I struggle with depression and am receiving help for it but wanted to ask you for advice about trying to change my increasingly pessimistic outlook in general.
While I've been aware of this thought process I possess for a long time now, I've struggled to change it in vain and still find myself naturally biased or focused to the negative. I think this really contributes to my mood often and has been making it harder to get motivated to do things, to feel good about myself, to trust others, and view the world in a positive way.
I would really appreciate any advice or help.
Dyrk Prowler (age 20, Australia)
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Thank you for your letter and sorry for the delay in my reply. It would be helpful to me if you could give me a little personal history, especially if you have experienced tragedy, illness, death, or other events that may have led to your depression.
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Thank you for getting back to me, Papabear.
As for some history, I've been struggling with depression since about halfway through high school, since about age 14-15. Though it had been rather tidal experiencing ebbs and flows, events over the past few years influenced me to seek professional help; my grandfather's death, my once-best friend basically cutting me out of his life, a year of university which was not very good (I've dropped out), struggled and am still struggling to find steady employment, and being online friends with people I, upon reflection, should not have as they dropped and I don't know why they did.
Though I am not friendless (I do have friends good friends who’ve stood by me and supported me), and my family continues to support and care for me. I just can't seem to escape the negative thoughts that seem to be nagging at the back of my mind. As for the help I've received, it has been a year of seeing a psychologist, following their instructions, and have been on anti-depressants for about 9-10 months.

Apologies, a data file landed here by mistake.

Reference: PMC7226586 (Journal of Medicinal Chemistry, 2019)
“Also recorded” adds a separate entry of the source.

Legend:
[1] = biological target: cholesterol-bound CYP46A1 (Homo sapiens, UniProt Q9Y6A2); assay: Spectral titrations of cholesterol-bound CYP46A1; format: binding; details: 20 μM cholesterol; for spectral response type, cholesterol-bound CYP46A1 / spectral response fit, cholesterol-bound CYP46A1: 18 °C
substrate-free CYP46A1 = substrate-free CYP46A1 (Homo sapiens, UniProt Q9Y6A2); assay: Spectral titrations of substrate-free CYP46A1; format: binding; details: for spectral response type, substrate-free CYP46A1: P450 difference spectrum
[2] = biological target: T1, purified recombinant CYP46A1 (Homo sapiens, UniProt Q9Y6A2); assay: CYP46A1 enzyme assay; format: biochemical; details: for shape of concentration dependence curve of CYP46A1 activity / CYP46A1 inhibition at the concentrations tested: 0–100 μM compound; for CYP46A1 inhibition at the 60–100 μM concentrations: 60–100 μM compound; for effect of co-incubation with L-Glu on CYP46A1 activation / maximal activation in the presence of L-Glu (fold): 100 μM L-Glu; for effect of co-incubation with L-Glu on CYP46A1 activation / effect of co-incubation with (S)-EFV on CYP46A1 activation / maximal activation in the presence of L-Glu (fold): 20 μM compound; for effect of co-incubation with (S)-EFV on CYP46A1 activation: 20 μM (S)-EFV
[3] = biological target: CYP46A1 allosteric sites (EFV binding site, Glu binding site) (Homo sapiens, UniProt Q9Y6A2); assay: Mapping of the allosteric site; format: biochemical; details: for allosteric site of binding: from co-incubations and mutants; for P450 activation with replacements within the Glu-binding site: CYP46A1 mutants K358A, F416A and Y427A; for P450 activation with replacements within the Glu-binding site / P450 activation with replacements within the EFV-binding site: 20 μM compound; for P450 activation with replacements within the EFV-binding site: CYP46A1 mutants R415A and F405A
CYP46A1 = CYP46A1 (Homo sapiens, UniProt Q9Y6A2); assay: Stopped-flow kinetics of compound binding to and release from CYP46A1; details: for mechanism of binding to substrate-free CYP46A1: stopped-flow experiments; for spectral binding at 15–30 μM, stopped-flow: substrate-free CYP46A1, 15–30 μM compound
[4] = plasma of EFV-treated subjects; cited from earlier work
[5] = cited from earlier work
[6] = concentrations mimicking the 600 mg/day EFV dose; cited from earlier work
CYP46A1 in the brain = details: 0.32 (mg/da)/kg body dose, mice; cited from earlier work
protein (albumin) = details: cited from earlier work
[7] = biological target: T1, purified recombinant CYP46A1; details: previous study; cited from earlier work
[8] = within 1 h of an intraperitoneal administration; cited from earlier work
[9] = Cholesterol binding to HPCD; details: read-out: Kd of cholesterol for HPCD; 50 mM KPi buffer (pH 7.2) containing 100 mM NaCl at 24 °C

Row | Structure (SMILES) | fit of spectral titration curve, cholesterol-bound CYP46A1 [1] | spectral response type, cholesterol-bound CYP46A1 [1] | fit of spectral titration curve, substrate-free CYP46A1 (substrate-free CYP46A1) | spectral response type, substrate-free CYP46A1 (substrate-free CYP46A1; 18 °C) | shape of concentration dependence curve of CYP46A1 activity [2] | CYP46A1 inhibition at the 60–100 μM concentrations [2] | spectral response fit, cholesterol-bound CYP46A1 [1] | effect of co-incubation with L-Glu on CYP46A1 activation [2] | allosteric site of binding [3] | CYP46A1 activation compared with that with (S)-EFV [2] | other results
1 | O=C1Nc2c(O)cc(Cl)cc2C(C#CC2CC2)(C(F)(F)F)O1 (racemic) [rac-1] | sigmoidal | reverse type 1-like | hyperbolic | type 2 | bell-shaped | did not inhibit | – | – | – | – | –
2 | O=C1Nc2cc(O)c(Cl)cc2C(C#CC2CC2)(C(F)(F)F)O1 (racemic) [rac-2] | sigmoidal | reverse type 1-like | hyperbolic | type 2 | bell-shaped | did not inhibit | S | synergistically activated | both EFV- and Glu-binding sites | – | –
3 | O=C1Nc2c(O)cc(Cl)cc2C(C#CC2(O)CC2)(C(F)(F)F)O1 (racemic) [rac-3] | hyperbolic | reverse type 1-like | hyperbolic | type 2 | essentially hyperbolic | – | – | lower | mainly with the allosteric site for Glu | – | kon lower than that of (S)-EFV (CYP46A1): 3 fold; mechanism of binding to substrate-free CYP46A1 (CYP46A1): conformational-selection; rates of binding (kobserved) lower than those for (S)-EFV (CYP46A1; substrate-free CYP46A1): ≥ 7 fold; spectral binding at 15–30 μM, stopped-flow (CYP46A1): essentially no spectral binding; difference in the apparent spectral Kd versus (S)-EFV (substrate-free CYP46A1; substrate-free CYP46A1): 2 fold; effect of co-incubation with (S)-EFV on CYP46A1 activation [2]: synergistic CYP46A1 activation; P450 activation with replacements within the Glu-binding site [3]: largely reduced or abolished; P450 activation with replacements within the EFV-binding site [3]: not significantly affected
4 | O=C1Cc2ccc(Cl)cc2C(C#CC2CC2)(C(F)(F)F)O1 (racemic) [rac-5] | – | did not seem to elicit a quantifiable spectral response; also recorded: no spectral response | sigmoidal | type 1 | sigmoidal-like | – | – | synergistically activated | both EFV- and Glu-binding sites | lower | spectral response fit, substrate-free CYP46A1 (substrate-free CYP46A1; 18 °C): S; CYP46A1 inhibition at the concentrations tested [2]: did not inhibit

Hopefully this what you were looking for.
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This is helpful, thanks. If you feel comfortable with telling me, could you relate to me some of the things your psychologist has asked you to do? This will help me to not recommend something that's already been suggested.
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Okay, we've mainly focused on the relationship of thoughts, feelings, and behavior. We have on done some thought analysis to try and identify the unfounded negative thoughts. So mainly general perspective things.
This is the main things I remember.
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Thanks for all the additional information. Negative thoughts and depression, while not the same thing, are often related, as in your case. If your therapist is saying your negative thoughts are “unfounded,” I think I see some problem with their not validating your emotions. That “unfounded” comment fails to recognize that there is always a cause for your feelings. That cause could be anything from biological imbalances to emotional and psychological issues to just having problems dealing with the tragedies and stresses of normal life.
When it comes to depression, you’ve come to the right place. From my attempted suicide at 18 to my divorce to the recent loss of my mate, I know what it is like to experience deep depression, sadness, and loss. I have read books, sought professional counseling, talked with friends who have experienced similar losses, and taken the antidepressants. I know about the five stages of grieving, and have discovered a couple others no one told me about.
Not to make light of your experiences of losing a grandfather, a friend, college life, and so on, but there are far worse things people endure in life and manage to survive. Naturally, these things that have happened to you can be depressing, but what you need now is to learn to keep things in perspective and to broaden that perspective.
Before I continue, I would like to note some things you can do to help yourself using diet and exercise because, when you think of it, depression and cynicism can be a physiological response to one’s environment. Here are some things that really help me and can help you as well:
So, those things help the physiological side of depression and a sour attitude. Now let’s look at the more mental side of it.